– Dingnan Zhang
Photo: Flickr

Disaster Risk Insurance and its Benefits
The number of natural catastrophes surpassed the 1,000 mark in 2015 for the first time, according to the United Nations Development Plan (UNDP). The UNDP estimates the total cost from those disasters to be over $90 billion. Only 30 percent of this amount had insurance. Disaster risk insurance benefits places that experience natural disasters because it helps combat them.

Many expect that the frequency of these disasters will grow as populations continue to increase and weather patterns remain unpredictable. Moreover, disaster and development strongly link together which takes away key investment. The poor are more susceptible to disasters due to their inability to uproot their lives and the overcrowded conditions in which they often live.

Between 1991 and 2010, the Overseas Development Institute found that approximately 81 percent of the deaths that disasters caused were people in a lower-middle or low-income status. Ninety-three percent of these deaths came from developing countries.

The Disaster Risk Financing and Insurance (DRFI) Program

Established by the World Bank in 2010, the DRFI program seeks to provide funding and skills to help developing countries establish financial protection strategies. This program seeks to assist national and local governments, as well as businesses, homeowners, agricultural producers and the low-income population altogether. This program implements protection strategies with the goal in mind for the affected country to continue its development strategies while recovering from natural disasters.

How it Works

In 2018, the World Bank issued disaster risk insurance to Mexico, Peru, Columbia and Chile. These four countries are located along the western end of the Pacific Rim, a ring of seismic activity that surrounds the Pacific Ocean. Due to location, these countries are susceptible to damaging earthquakes.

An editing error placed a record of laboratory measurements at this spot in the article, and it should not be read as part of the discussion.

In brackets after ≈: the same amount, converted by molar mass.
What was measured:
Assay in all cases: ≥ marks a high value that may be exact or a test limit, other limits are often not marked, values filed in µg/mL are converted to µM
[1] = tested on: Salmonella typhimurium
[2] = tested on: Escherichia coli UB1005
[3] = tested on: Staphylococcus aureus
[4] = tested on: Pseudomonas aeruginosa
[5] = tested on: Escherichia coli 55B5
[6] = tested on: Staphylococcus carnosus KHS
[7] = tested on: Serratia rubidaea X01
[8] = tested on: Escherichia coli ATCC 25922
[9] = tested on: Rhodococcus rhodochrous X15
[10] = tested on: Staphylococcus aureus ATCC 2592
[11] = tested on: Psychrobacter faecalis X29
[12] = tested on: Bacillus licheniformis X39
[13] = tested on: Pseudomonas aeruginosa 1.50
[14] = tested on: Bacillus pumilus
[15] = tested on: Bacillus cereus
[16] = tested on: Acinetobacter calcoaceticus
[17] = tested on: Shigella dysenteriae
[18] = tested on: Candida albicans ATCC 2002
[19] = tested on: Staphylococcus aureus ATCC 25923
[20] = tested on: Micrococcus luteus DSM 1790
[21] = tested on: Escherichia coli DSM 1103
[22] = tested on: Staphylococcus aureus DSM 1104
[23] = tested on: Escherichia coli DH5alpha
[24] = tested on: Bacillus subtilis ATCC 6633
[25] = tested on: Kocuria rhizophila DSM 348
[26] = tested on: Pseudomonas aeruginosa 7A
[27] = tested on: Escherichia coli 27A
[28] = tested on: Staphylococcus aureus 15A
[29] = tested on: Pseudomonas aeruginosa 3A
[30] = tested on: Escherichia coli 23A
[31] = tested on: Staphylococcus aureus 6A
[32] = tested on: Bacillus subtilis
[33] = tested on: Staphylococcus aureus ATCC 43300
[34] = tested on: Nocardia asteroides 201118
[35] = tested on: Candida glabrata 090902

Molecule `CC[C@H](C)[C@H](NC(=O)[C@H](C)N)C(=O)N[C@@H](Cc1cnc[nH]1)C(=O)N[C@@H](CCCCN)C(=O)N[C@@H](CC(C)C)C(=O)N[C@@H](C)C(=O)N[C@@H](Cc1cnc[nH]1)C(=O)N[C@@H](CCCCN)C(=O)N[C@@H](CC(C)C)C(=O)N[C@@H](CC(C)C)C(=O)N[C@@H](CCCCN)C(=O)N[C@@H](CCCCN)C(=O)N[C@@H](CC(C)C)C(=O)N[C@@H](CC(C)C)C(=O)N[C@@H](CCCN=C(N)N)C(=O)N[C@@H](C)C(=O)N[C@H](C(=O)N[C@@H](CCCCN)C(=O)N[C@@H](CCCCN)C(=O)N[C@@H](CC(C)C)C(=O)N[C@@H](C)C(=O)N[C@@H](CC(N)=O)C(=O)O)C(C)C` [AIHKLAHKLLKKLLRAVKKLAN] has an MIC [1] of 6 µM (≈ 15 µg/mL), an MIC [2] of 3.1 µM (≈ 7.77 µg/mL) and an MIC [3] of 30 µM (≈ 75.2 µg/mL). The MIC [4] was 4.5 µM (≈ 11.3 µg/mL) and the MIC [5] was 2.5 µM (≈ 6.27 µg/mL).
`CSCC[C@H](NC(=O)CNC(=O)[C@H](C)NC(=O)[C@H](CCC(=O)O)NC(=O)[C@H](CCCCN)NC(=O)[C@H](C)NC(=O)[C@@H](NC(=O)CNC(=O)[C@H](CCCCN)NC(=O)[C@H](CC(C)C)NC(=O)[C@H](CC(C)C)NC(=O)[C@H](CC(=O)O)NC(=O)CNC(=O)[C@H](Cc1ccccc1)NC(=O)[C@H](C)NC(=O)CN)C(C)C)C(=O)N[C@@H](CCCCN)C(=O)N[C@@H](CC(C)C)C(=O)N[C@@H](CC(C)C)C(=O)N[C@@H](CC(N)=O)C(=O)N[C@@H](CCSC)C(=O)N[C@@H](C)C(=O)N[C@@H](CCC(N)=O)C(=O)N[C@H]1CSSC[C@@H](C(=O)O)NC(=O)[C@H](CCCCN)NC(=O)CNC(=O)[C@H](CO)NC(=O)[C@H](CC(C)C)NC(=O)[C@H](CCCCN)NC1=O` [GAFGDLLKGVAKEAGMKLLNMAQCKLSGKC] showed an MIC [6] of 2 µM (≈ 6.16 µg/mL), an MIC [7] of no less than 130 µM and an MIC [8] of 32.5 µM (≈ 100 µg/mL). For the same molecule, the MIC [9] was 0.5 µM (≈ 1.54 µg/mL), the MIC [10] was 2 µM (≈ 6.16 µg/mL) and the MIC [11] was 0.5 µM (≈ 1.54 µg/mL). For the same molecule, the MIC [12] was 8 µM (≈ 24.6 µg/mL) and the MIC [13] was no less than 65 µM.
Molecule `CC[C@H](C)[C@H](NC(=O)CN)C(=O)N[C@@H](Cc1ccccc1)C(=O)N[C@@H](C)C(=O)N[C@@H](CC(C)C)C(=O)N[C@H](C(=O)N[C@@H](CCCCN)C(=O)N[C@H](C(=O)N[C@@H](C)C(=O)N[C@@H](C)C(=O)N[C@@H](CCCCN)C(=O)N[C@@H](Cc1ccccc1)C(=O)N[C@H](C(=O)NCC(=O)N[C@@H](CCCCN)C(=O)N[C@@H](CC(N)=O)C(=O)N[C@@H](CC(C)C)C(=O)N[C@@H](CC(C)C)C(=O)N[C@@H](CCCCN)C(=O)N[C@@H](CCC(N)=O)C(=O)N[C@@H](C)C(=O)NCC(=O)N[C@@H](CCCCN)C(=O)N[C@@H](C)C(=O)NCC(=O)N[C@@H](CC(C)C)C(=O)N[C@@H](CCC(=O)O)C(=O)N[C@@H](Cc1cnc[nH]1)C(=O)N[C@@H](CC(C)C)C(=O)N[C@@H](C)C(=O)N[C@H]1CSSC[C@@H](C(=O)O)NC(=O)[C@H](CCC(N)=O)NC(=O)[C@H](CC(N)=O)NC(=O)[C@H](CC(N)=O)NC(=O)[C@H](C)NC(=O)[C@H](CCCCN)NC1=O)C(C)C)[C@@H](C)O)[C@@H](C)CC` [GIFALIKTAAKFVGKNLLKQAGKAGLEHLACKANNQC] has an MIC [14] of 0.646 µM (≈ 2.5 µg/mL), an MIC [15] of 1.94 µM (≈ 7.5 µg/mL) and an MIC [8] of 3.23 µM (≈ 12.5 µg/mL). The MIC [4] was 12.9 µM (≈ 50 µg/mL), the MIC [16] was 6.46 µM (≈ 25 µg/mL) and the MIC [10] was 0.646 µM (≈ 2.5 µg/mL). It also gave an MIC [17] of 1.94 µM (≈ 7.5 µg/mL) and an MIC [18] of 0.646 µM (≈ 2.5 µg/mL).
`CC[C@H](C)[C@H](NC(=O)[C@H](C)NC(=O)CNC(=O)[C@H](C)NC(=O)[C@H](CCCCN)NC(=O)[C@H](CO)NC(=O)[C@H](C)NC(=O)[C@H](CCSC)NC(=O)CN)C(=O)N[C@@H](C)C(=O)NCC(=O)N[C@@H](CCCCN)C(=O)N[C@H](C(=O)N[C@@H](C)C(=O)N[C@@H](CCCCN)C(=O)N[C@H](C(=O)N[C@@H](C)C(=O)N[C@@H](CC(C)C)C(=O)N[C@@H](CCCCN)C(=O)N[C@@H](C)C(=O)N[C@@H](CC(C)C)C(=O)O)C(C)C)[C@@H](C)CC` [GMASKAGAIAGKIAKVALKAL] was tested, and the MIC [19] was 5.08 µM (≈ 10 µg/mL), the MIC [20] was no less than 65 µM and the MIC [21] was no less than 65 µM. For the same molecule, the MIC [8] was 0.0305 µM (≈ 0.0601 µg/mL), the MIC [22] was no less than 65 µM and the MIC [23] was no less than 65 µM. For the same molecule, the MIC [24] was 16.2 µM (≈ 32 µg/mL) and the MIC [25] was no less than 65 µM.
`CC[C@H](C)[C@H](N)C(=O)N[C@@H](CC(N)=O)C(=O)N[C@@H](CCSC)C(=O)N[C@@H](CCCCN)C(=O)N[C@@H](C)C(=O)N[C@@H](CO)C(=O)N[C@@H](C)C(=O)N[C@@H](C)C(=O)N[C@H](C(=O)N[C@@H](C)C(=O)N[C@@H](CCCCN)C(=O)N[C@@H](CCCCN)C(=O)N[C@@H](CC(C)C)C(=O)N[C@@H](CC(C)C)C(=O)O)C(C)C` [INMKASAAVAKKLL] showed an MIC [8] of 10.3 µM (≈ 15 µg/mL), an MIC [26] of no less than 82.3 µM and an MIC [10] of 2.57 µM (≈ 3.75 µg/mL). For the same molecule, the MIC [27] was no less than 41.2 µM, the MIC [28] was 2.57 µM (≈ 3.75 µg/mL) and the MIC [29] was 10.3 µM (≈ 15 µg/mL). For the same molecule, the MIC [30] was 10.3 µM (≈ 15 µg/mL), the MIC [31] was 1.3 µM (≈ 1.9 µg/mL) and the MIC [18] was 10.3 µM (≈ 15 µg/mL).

The disaster risk insurance came in the form of a catastrophe bond of $1.36 billion split between the four countries for coverage against earthquakes. The World Bank stepped in to oversee the creation of the bonds and help the countries find investors. Once the World Bank secured investors, many of which were large insurance companies or hedge funds, investors receive a premium for the coverage as payment. Should a big enough earthquake hit one or more of the member countries within the designated time frame of three years, an investor would pay a predetermined portion of the principal of the bond to the affected country.

The African Risk Capacity Insurance Limited

An example of disaster risk insurance outside the operations of the World Bank is the African Risk Capacity. The African Risk Capacity includes countries across Africa and development partners support it. Each member pays into a pool of funding which then goes to countries that do not receive a predetermined quota of rainfall. Within two to four weeks of the rainfall season coming to an end, money goes to the affected countries to help their citizens.

In September 2019, the organization issued a payout of $738,835 to the government of the Republic of Côte d’Ivoire after it suffered through a severe drought. The drought affected an estimated 400,000, but the payout will reportedly help up to 32,496 individuals across 6,500 households through a cash transfer program. The CEO of African Risk Capacity, Dolika Banda, stated that the payout is to target women and female-headed households directly because of the disproportionate effect disasters have on women.

Since 2014, the African Risk Capacity Agency has received $73 million in premiums for a total coverage of $553 million toward the protection of 55 million people across the member states.

Disaster Risk Insurance Benefits

While not suitable for preventing damage, disaster risk insurance benefits exist. Insurance can provide greater economic stability and help prevent deaths in the aftermath of disasters. In these times, communities often suffer from a resource shortage that easily accessible capital can assist.